Despite the lack of snow in Europe for a white Christmas, people across the continent are getting into the festive mood. In Germany drinking Glühwein - a hot spicy wine - at one of the many beautiful Christmas markets is a must in the run up to the festive days. In Paris you shouldn't miss the capital's famous Christmas decorations - every year the "Grands magasins" sees department stores battle it out for the most lavishly decorated and lit shop windows. But no matter where you are, how you celebrate Christmas often reflects both traditions and changes in society. Radio Sweden looks at how traditions in Sweden have changed over the years and the way Swedes now celebrate Christmas.
Let's face it everywhere you turn at this time of the year you can't help but bump into a fat man with a white beard dressed in a red suit. Santa Claus is everywhere - on shopping bags, in shop windows - you name it. But Santa is a relatively new phenomenon in the Czech Republic. A similar figure, Mikulas, visits children on December 5, while presents are delivered on December 24 by the Baby Jesus. Some Czechs resent the ever-present Santa Claus - saying the figure has a negative influence on Czech kids. Taking matters into their own hands, the Creative Copywriters Club has set up a website with a simple message: Santa go home! Radio Prague caught up with David Koenig from the club at a shopping mall in the Czech capital.
The French capital always draws hordes of tourists from all over the world, particularly around Christmas. And there are several reasons for that. First, buying Christmas presents in the capital of Haute Couture is the ultimate chic. Paris is also referred to as "the city of lights", and the Christmas decorations only enhance the capital's reputation - especially the Eiffel tower with its special Christmas coat. Nearby the new Quai Branly Museum for indigenous art is organising special events during the festive season. As RFI reports the museum has drawn upon its outstanding indigenous artwork collections to present "African Christmas".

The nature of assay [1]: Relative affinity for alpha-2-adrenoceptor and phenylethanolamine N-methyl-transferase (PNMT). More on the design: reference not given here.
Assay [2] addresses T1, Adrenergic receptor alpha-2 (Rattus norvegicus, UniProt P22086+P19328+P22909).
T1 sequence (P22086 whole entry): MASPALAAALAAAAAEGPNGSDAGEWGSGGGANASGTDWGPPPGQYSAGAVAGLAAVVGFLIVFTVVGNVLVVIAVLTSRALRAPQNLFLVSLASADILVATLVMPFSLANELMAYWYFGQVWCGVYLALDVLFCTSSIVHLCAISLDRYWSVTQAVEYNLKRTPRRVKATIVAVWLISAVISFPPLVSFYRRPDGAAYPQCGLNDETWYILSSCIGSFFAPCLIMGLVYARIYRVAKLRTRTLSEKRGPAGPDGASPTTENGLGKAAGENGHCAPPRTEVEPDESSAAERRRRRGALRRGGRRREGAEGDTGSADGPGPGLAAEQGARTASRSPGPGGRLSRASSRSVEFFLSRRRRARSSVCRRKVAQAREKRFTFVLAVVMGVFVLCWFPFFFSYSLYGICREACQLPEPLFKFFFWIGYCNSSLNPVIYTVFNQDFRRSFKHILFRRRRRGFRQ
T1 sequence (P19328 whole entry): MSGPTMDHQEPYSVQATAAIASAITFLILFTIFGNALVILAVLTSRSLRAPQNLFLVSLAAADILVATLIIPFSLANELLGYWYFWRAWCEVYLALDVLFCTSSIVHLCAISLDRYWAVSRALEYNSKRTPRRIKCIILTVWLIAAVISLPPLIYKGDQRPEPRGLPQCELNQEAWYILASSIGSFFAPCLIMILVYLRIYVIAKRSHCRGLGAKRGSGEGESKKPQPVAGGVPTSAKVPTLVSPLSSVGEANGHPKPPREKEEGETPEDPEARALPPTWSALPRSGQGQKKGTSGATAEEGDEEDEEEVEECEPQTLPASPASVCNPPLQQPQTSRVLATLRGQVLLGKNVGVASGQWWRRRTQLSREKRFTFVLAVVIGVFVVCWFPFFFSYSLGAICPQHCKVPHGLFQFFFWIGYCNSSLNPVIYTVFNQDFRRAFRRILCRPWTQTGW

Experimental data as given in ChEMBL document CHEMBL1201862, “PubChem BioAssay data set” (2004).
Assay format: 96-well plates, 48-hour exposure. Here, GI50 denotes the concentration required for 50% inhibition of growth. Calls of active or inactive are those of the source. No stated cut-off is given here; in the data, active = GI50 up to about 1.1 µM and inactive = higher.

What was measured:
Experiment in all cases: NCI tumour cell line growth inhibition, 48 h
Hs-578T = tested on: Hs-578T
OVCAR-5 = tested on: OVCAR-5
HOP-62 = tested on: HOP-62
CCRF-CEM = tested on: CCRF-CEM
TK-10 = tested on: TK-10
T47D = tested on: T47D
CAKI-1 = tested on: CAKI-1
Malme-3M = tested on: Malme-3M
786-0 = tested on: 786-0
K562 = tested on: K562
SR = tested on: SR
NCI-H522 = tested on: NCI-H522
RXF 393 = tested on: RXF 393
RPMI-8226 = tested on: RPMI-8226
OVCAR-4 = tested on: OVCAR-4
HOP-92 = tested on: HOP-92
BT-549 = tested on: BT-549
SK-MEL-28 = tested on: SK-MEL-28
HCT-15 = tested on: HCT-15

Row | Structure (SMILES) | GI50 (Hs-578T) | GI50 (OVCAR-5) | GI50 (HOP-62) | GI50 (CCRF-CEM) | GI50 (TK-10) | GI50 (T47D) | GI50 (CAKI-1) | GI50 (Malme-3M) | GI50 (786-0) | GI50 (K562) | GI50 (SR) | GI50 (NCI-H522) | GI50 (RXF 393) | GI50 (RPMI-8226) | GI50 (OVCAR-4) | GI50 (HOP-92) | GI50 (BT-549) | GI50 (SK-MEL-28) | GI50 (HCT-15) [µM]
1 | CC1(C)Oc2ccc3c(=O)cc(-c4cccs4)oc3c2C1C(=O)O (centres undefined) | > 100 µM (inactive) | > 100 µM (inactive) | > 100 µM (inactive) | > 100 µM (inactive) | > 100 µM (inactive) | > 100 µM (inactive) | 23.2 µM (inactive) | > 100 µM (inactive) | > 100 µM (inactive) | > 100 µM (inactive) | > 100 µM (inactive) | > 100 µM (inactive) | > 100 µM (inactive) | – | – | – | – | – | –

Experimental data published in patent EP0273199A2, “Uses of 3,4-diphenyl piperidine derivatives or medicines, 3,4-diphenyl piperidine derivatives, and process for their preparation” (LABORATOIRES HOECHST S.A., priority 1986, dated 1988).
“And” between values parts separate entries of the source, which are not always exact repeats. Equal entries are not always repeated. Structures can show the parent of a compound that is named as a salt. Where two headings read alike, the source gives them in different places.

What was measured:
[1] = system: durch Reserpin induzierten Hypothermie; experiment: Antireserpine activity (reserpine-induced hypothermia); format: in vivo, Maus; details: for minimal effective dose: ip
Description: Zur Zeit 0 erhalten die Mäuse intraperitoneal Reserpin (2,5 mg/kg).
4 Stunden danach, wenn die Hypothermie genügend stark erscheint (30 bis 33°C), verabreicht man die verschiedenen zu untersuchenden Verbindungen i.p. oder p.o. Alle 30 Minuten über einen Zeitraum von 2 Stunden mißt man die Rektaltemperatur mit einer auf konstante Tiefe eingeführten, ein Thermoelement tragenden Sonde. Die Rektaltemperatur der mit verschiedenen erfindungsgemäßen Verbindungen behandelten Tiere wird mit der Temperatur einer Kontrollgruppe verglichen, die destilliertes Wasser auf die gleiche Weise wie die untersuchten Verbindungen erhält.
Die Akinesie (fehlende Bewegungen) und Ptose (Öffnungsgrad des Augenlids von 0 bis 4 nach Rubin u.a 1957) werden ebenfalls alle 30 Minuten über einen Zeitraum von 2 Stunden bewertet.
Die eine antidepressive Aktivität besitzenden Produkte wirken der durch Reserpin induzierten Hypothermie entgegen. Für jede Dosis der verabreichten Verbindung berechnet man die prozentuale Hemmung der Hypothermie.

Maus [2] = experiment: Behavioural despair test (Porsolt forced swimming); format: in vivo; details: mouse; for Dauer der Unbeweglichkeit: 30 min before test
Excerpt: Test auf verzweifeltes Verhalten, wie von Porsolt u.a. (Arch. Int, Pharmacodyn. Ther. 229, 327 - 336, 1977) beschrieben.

The Little Match Girl is one of Hans Christian Andersen's most popular fairy tales. The little girl selling matches on New Year's Eve lights one after the other in order to capture the illusion of warmth. Like many of Andersen's tales it has a dark and bitter side. The little girl freezes to death in the snow. British songwriter and composer Martyn Jacques captures this fairytale in 12 songs he wrote for a special theatre production. He's performing the Little Match Girl with his trio The Tiger Lillies and touring Europe.
Slaughtering the swine a few days before Christmas is a strong tradition in Romania. 60% of the people live in the countryside and they are keen on this tradition. Iulian Muresan traveled to a village in Transylvania to catch the moment on tape.
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